Oh hey, look: it’s your website! Awesome…
A recent study by the Oxford Internet Institute showed that 57% of UK web users surfed the net on a mobile device last year. That’s increased threefold since 2009, making mobile devices the second-most popular way to get online – even more popular than work computers.
So why is it, then, that so many businesses seem content to leave their websites languishing on the World Wide Web like some kind of online fossil?
Do their customers enjoy the challenge of reading teeny text? Is their target market made up primarily of Lilliputians? Or are they just lazy or behind the times when it comes to keeping their website suited to their customers’ needs?
Solution: talk to a designer about getting a responsive (or “mobile optimised”) website, or – if you’re using WordPress – swap your current theme for a responsive one.
7. Drawing a Blank on your Blog
A study by the makers of content-sharing platform, Passle, surveyed 500 businesses in a bid to find out how many of them blog.
The results? While blogging has been shown to increase business revenue by up to 60%, only 12.5% of businesses with a blog update it more than three times a year.
Worse still, 80% of companies don’t have one at all.
There are so many reasons to have a blog, and so many not to, yet the message doesn’t seem to be getting through. Having a blog that’s populated with nothing but tumbleweed tells visitors to your site that:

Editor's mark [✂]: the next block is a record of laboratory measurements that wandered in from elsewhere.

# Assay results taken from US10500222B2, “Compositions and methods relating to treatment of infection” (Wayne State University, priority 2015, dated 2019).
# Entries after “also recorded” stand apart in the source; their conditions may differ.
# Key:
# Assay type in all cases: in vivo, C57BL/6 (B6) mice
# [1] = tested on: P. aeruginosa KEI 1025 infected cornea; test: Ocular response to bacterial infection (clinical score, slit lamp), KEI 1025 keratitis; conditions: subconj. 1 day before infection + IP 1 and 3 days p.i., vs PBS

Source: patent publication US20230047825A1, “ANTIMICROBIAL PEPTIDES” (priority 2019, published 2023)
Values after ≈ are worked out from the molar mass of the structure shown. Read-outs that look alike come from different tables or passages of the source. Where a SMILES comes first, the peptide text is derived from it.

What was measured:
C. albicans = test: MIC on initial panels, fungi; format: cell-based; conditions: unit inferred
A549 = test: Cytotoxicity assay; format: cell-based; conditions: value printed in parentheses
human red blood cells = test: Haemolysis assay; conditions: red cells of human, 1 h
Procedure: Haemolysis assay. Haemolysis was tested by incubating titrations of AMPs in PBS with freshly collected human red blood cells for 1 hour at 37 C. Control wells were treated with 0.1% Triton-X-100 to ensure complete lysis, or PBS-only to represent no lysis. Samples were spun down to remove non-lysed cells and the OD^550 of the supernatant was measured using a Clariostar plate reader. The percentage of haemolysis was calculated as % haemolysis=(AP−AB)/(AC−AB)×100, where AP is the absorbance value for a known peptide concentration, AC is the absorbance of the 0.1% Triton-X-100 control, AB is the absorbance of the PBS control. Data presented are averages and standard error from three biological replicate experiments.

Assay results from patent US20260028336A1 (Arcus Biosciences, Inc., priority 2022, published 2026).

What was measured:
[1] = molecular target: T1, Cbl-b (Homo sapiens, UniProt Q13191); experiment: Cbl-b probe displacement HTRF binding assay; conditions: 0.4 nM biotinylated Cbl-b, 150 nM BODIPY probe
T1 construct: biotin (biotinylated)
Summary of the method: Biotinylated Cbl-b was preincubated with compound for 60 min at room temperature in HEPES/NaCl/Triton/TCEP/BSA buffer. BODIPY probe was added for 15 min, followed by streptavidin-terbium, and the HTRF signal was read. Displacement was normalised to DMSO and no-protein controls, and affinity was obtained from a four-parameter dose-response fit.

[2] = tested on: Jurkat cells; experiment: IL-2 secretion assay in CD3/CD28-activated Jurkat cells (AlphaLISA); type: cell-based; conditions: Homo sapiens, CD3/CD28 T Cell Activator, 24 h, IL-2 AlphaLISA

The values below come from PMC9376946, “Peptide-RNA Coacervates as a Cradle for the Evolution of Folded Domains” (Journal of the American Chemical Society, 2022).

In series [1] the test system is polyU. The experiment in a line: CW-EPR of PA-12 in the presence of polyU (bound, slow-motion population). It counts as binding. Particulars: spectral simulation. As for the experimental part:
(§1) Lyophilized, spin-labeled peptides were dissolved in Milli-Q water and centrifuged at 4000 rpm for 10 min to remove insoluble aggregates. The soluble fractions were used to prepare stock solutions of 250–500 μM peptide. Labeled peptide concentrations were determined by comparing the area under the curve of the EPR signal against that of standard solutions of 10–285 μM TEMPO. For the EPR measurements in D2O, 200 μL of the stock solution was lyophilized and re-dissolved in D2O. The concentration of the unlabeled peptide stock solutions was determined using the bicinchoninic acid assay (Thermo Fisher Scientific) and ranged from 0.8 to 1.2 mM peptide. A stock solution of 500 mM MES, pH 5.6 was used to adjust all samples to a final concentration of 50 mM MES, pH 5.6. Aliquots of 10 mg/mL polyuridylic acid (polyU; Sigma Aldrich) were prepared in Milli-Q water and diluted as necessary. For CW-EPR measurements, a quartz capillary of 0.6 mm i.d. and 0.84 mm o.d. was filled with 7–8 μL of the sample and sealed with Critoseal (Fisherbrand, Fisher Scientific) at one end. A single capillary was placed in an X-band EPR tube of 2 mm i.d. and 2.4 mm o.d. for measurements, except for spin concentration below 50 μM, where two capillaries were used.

You might have gone out of business
You’ve had no thoughts or ideas in the last however-long
You’re not accessible
You’re not interested in communicating with your customers
You’ve got nothing to say about developments in your industry.
Keeping up with a blog isn’t always easy, but it’s always worthwhile. It’s great for SEO and it gives you plenty to talk about – and share – on social media.
Solution: draw up an editorial calendar, come up with some ideas that will interest your customers, and get writing. If you don’t have time, hire an SEO copywriter to get your site up to date!
A website isn’t an optional addition to a business anymore – for most of us, it’s a crucial part of connecting with customers. So, just as you wouldn’t run a shop from a dark and dingy back room, you need to make sure that your website is doing your small business justice.
With a few small but mighty changes, your website can build your brand, get people talking about what you offer, and win you new business. Give people a welcoming website to visit, populate it with engaging, readable SEO website content, and cut out the crap.
For more information on how to transform your website from bloody awful to blooming marvellous, call That Wordy Bird on 0161 818 6263 or email email@example.com
The post The Seven Deadly Sins Of Small Business Web Sites appeared first on #Bizitalk - the Social Network for Small Business.